In this paper, we introduce a new typology that focuses on the way employees are managed in smaller, initial public offering (IPO) firms. Unlike many typologies in the human resource management literature, this typology is rooted in theory. Specifically, agency theory and organizational control theory suggest two forms of control over the entire employee population: bureaucratic control and outcome control. Examining IPO firms in terms of their choices to implement bureaucratic or outcome control for all employees results in a typology of four different human resource control orientations. The first type of control orientation uses neither form of control, the second uses only outcome control, the third uses bureaucratic control, and the fourth uses both bureaucratic and outcome control.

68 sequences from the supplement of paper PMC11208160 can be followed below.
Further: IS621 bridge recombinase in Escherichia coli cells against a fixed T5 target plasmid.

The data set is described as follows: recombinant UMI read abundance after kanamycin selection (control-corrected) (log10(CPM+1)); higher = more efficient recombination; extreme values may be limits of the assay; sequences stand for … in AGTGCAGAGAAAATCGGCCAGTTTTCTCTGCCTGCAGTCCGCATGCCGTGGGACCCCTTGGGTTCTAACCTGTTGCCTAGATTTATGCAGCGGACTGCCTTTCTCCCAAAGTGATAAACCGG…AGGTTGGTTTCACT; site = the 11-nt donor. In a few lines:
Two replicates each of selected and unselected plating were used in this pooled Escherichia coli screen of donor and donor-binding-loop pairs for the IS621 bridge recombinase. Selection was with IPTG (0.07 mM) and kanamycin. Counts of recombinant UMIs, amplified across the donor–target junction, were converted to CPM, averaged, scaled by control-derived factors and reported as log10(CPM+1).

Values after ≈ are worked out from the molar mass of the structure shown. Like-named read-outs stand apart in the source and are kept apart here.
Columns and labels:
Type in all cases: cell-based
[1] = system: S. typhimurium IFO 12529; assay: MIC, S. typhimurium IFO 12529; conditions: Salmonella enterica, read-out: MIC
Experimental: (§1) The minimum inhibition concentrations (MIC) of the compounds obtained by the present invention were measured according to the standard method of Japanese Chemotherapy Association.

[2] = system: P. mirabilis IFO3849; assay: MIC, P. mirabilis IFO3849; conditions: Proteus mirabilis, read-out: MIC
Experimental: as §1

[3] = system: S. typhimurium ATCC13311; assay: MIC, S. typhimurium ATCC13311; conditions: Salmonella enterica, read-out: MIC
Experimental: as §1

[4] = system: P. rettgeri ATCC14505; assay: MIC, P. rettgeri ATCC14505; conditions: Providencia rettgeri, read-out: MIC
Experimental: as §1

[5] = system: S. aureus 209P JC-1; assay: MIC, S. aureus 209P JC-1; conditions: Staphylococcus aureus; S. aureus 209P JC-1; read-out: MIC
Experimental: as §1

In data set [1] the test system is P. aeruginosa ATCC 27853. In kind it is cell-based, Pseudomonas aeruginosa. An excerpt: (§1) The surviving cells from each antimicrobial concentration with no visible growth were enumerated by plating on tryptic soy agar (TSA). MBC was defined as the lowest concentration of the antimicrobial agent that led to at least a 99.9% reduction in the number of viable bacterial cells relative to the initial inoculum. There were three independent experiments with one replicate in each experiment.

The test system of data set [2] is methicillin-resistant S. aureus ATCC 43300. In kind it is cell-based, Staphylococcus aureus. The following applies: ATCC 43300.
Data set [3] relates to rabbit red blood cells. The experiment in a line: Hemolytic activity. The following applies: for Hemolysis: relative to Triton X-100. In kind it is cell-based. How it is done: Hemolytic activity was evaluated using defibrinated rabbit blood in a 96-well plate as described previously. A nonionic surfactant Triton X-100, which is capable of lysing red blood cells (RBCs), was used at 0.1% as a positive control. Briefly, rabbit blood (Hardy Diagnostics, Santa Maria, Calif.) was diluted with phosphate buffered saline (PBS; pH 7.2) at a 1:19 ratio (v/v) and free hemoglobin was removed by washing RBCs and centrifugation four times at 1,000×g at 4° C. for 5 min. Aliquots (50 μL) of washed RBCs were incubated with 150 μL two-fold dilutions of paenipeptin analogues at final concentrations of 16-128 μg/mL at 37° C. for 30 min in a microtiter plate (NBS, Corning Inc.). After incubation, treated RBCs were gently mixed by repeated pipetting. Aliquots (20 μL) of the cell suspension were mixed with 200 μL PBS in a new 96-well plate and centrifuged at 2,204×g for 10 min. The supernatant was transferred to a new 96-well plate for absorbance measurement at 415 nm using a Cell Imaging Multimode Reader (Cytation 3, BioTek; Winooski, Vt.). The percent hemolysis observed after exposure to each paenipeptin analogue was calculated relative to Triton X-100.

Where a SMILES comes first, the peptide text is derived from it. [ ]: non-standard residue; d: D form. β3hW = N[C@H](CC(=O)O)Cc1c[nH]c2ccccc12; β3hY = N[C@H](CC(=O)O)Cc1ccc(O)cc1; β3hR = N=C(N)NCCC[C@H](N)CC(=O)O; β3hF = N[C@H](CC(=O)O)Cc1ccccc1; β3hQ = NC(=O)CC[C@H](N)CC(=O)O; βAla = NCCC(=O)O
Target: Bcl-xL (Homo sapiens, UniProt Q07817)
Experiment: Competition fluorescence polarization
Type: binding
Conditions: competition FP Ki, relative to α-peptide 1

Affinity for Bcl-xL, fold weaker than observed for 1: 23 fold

We validate the typology and the measures used to derive it by analyzing extensive descriptive data from a sample of 107 firms that went public in 1988. Differences emerge between firms in each of the four quadrants of the typology with regard to company characteristics, governance characteristics, approaches to employees, and firm performance. In addition, these differences appear to be related to control orientation rather than merely attributable to age, size and stage in life cycle (variables often examined in other typologies). Lastly, control orientation is linked to firm performance.